Health IT Pulse

Apr 9 2019   4:26PM GMT

DirectTrust gets accreditation to develop health data exchange standards

Makenzie Holland Profile: Makenzie Holland

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DirectTrust, a nonprofit association of health IT and healthcare organizations, has taken a step forward in developing health data exchange standards.

The nonprofit announced Tuesday that it has been accredited by the American National Standards Institute (ANSI) to develop health data exchange standards to increase data sharing using Direct exchange and trust frameworks.

DirectTrust has created a trust framework, which extends data exchange to more than 106,000 healthcare organizations and supports provider-to-provider information exchange, as well as data exchange between patients and providers.

More than 300 electronic health record and personal health record vendors and 50 health information exchanges (HIEs) participate in the DirectTrust network, which aims to support interoperable health information exchange through its Direct message protocols. Direct is similar to email, except the Health Internet Service Provider (HISP) handles email exchanges rather than an email provider such as Google or Yahoo.

DirectTrust began its application last year for ANSI accreditation and was approved in March. ANSI coordinates and facilitates the development of standards used worldwide by the healthcare industry, government agencies and consumers.

The Direct messaging exchange is a set of specifications and protocols known as the Direct standard, which was developed by a public-private collaboration called the Direct Project that was sponsored by the Office of the National Coordinator for Health IT (ONC) starting in 2010.

Don Rucker, national coordinator for health information technology, said in a news release that ONC initiated the Direct Project as a new option for exchanging electronic health information. The Direct Project grew from stakeholder meetings and was structured as a consensus-based standards development organization. The Direct Project had participation and the sanction of the U.S. Department of Health and Human Services and ONC, but no affiliation with an accrediting authority.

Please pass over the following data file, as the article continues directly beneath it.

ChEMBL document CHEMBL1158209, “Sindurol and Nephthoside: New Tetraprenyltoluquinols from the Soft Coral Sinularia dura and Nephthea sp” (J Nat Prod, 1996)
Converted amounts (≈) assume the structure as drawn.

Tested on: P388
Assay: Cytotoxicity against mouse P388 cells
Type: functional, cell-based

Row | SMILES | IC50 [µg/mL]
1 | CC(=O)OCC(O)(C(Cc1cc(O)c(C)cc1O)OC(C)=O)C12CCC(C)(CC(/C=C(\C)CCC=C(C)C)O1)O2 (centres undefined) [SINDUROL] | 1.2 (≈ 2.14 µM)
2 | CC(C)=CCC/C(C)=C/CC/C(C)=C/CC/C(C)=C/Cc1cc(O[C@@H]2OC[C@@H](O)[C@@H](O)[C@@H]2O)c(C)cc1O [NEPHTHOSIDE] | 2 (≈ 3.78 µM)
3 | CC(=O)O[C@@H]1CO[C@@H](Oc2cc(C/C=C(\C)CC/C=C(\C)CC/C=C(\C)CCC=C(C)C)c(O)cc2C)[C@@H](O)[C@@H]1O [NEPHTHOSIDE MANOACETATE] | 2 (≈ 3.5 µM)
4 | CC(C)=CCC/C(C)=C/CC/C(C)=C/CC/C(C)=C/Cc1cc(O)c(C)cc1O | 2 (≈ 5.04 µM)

“DirectTrust’s accreditation by ANSI is an important step forward for this decade-long public-private effort to advance interoperability nationwide,” Rucker said in the release.

DirectTrust has also issued a call for participation for the Direct Standard Consensus Body, a group of healthcare industry stakeholders to help develop DirectTrust standards.

Earlier this month, the VA teamed up with DirectTrust to improve interoperability with community hospitals through DirectTrust’s health data exchange services. The VA joined the DirectTrust Accredited Trust Anchor Bundle, which gives VA healthcare providers access to 1.8 million endpoints in DirectTrust’s national network.

DirectTrust will also be hosting its first conference in June. The DirectTrust Summit will offer panels focused on FHIR and the future of trust in healthcare as well as the role of identity in healthcare exchange.

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